Moreover, backyard poultry rearing can increase disease outbreaks and pose health hazards. Evidence suggests that increased exposure to Campylobacter-infected poultry or their feces increases the risk of developing environmental enteric dysfunction – a chronic intestinal inflammation causing poor absorption of essential vitamins and minerals.9,12 This condition is closely linked to childhood stunting, emphasizing the broader health implications associated with this farming practice.13

Given these challenges, continuing conventional poultry-rearing practices is unlikely to improve egg availability and consumption in Malawi. Instead, there is a need to establish more productive, sustainable, and safer approaches to produce and access eggs.

The Innovation

In 2016, Sight and Life conducted a comprehensive value chain assessment investigating the constraints of egg production in Kenya, Ethiopia, Malawi, and India.10 Five business models were analyzed based on four main criteria: (1) the impact on egg production and availability, (2) the relevance for rural and peri-urban communities in LMIC, (3) the sustainability, and (4) the scalability potential.10

These country case studies really validated our hypothesis that the productivity and the viability of eggs in the outgrower and enterprise model are much, much higher compared to the backyard production setting.

- Srujith Lingala

Following this analysis, Sight and Life introduced the “Egg Hub” model, which was piloted in rural Malawi with financial support from Stichting Dioraphte and in collaboration with the local implementing partner, Lenziemill. This model was defined as a centralized unit, led by an Egg Hub operator (often a feed miller), providing high-quality, affordable inputs, extension services, specialized training, and market access to independent farmers involved in layer farming.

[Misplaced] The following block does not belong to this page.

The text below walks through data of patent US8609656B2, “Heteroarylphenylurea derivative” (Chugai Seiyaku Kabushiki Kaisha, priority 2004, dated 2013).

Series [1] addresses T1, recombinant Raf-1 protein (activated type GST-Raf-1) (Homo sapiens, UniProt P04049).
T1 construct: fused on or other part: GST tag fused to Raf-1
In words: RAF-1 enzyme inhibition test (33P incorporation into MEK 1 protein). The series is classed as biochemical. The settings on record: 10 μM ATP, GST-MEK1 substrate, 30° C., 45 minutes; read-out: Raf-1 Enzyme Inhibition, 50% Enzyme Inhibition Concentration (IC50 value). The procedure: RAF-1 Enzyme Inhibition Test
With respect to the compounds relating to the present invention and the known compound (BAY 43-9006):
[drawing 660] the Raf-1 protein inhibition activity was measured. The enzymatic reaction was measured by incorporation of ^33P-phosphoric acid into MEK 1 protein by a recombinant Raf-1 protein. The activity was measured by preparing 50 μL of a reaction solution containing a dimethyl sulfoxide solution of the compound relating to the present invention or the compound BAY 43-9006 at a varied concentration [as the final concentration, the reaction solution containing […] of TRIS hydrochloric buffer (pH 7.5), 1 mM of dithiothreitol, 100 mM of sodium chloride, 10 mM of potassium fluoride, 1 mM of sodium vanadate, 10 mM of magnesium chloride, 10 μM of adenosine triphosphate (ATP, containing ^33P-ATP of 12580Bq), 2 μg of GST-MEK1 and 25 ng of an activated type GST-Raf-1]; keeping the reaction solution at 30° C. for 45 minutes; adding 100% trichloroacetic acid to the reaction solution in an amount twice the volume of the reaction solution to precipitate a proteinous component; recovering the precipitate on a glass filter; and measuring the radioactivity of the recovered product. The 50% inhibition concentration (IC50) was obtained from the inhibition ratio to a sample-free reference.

When I talk about the Egg Hub model, what really comes to my mind is a feed miller at the center of the Egg Hub and the Egg Hub model as a hub and spoke, where a feed miller is at the center, and each spoke is a smallholder farmer.

- Srujith Lingala

See below for a visual representation of the Egg Hub model and tune in to the podcast to dive deeper into how the Egg Hub farmers collaborate and sell their eggs.

While the Egg Hub began addressing egg supply challenges in the Malawian poultry sector, it was also essential to ensure that these eggs were being consumed by the target populations – pregnant and lactating women and children under five. For this to happen, demand for eggs was generated through a six-month social marketing campaign.